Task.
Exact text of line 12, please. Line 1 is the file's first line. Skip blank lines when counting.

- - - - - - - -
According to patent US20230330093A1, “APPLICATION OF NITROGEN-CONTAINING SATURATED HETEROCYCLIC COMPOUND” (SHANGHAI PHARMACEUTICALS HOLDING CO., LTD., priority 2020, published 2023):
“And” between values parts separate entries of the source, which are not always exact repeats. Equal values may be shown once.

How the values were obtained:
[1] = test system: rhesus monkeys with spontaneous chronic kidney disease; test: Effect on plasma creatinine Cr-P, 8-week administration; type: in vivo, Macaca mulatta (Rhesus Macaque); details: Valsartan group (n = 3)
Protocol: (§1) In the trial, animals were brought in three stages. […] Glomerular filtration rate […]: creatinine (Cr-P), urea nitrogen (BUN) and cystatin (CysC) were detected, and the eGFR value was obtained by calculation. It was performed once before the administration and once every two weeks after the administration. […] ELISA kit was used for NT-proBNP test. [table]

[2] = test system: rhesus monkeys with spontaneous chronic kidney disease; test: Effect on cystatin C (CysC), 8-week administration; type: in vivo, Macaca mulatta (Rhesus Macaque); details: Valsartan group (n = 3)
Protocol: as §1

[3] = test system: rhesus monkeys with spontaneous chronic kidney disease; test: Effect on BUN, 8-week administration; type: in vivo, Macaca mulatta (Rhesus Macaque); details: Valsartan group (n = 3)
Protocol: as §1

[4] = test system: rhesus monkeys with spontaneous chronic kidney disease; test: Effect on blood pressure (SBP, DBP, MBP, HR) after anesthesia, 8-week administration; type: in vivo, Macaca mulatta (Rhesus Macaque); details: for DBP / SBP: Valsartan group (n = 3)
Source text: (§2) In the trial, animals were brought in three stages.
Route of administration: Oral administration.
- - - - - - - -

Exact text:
Route of administration: Oral administration.